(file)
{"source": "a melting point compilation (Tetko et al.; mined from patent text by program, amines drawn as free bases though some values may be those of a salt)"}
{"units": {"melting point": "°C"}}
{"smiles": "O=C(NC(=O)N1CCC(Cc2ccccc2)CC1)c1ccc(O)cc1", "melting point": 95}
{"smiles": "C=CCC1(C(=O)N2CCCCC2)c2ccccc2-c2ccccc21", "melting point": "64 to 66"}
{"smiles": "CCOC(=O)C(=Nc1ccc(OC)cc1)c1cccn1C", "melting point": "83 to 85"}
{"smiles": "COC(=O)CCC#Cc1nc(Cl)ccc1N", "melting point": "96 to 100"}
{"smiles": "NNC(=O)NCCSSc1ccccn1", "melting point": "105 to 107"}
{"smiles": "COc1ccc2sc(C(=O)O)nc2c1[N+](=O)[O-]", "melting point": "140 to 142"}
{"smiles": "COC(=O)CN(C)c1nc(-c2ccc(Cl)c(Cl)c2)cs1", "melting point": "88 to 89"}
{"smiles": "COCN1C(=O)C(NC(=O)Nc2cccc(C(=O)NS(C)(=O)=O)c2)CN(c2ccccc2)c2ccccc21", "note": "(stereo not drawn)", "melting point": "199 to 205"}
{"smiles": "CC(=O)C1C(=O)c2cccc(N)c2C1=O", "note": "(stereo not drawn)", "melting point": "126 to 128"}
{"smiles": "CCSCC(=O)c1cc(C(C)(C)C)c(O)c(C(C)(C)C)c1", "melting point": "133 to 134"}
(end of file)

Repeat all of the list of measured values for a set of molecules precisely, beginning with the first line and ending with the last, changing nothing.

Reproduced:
{"source": "a melting point compilation (Tetko et al.; mined from patent text by program, amines drawn as free bases though some values may be those of a salt)"}
{"units": {"melting point": "°C"}}
{"smiles": "O=C(NC(=O)N1CCC(Cc2ccccc2)CC1)c1ccc(O)cc1", "melting point": 95}
{"smiles": "C=CCC1(C(=O)N2CCCCC2)c2ccccc2-c2ccccc21", "melting point": "64 to 66"}
{"smiles": "CCOC(=O)C(=Nc1ccc(OC)cc1)c1cccn1C", "melting point": "83 to 85"}
{"smiles": "COC(=O)CCC#Cc1nc(Cl)ccc1N", "melting point": "96 to 100"}
{"smiles": "NNC(=O)NCCSSc1ccccn1", "melting point": "105 to 107"}
{"smiles": "COc1ccc2sc(C(=O)O)nc2c1[N+](=O)[O-]", "melting point": "140 to 142"}
{"smiles": "COC(=O)CN(C)c1nc(-c2ccc(Cl)c(Cl)c2)cs1", "melting point": "88 to 89"}
{"smiles": "COCN1C(=O)C(NC(=O)Nc2cccc(C(=O)NS(C)(=O)=O)c2)CN(c2ccccc2)c2ccccc21", "note": "(stereo not drawn)", "melting point": "199 to 205"}
{"smiles": "CC(=O)C1C(=O)c2cccc(N)c2C1=O", "note": "(stereo not drawn)", "melting point": "126 to 128"}
{"smiles": "CCSCC(=O)c1cc(C(C)(C)C)c(O)c(C(C)(C)C)c1", "melting point": "133 to 134"}